Why We Believe in Movement Building
The impact of social organizing is often limited due to groups working in isolation. We believe that lasting change happens when like-minded people come together and work collectively as part of a cohesive movement.
As a Pan-African organization, alive to the history of the solidarity movements that paved the way for liberation, development, and the dignity of the continent, we treasure the importance and privilege of facilitating collaborations that support civil society, social movements, policymakers and donors in working together to solve challenges. The lessons from the most vibrant eras of Pan-Africanism demonstrate how building progressive movements cascades impact and builds consensus far beyond what any one institution or community can achieve.
As our name suggests, we believe profoundly in trusting communities and the agency of communities and the resonance we find with this and movement building, is that it’s a process that vests power in people and communities and situates developmental and transformative processes in the communities seeking the change.
Finally, another facet of movement building that has become important with more complex challenges facing us globally, is the non-linearity of movement building. We see how this allows for emergence to take precedence in the pursuit of transformation, and this again places trust in processes and communities to respond dynamically to any challenge. It’s amazing to see how communities that have built movements around certain issues or processes are able to self-organize more regularly and efficiently to respond to almost anything. This can only strengthen the agency of the continent and support a more propositional posture in development processes by communities across the continent.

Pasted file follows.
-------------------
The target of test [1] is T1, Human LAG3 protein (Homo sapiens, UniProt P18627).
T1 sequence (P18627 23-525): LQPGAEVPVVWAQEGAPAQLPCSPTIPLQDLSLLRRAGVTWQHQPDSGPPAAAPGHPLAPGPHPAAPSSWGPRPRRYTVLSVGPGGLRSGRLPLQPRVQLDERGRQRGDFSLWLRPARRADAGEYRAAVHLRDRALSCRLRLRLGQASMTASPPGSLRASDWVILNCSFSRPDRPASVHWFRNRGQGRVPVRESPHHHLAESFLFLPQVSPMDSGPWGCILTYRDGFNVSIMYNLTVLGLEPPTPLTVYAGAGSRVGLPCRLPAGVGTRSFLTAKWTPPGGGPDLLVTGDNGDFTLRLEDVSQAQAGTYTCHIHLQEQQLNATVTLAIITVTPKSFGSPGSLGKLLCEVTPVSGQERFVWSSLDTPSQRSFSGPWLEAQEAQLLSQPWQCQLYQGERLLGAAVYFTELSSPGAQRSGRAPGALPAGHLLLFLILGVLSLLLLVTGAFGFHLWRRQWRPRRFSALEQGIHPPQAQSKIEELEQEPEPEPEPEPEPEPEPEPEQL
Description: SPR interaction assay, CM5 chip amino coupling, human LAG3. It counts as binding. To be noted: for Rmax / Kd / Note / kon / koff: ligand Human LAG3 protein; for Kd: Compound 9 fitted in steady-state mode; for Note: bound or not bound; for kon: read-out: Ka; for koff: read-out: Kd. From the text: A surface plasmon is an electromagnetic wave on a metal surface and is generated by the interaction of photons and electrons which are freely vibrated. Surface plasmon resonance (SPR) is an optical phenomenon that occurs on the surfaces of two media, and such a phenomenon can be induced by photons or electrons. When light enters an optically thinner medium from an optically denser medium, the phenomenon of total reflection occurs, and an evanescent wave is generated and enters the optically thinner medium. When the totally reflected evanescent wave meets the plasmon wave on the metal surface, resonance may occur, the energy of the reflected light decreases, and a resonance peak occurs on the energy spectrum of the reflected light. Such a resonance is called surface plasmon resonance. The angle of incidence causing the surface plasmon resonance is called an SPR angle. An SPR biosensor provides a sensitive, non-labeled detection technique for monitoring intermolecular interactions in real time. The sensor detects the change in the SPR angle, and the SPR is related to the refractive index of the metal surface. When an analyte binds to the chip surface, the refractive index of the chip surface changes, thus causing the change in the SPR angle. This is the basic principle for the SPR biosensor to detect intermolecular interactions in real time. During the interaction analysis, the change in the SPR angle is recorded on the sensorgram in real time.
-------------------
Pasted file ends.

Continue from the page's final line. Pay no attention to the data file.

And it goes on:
How Movement Building Has Advanced Some of the Most Important Priorities in Africa
It has been exciting to see how investing and nurturing this movement building approach has impacted actions and discourse around debilitating Illicit Financial Flows (IFFs). We shared with you in a previous newsletter about our collaborative approach to the Stop the Bleeding Campaign and how this bringing together of like-minded organizations cascaded into like-minded communities and artists across the continent asking multinationals and regional agencies like the AU to Stop the Bleeding from Africa and devise a development financing agenda based on equity and transparency.
There has been a noticeable trend in the resurgence of social movements across the globe. In Africa, where we have a bulging youth population met with inflexible and inadequate governance and economic systems, it’s no surprise that the young people are on the frontlines of driving social change and at the forefront of the rise of social movements. As we partner with and alongside various social movements on the continent, it is clear that facilitating platforms for sustained connections, using the same movement building approach, provides a way to go beyond territorial issues and provide solidarity across boundaries and beyond issues.
Movement building remains a key tenet of how we support citizen-led change that can work with governments and agencies for accountable leadership.
In this edition we profile some of our ongoing processes which are being driven by this movement building approach. Read more inside about the Building and People-Centered Movement against African Debt in which we’re partnering with the Stop the Bleeding Consortium and building off the work of the Jubilee Debt Cancellation campaign from the early 2000s; read about building an African philanthropy movement in West Africa, and finally about read about building a movement around Discrimination based on Work and Descent and Contemporary Slavery.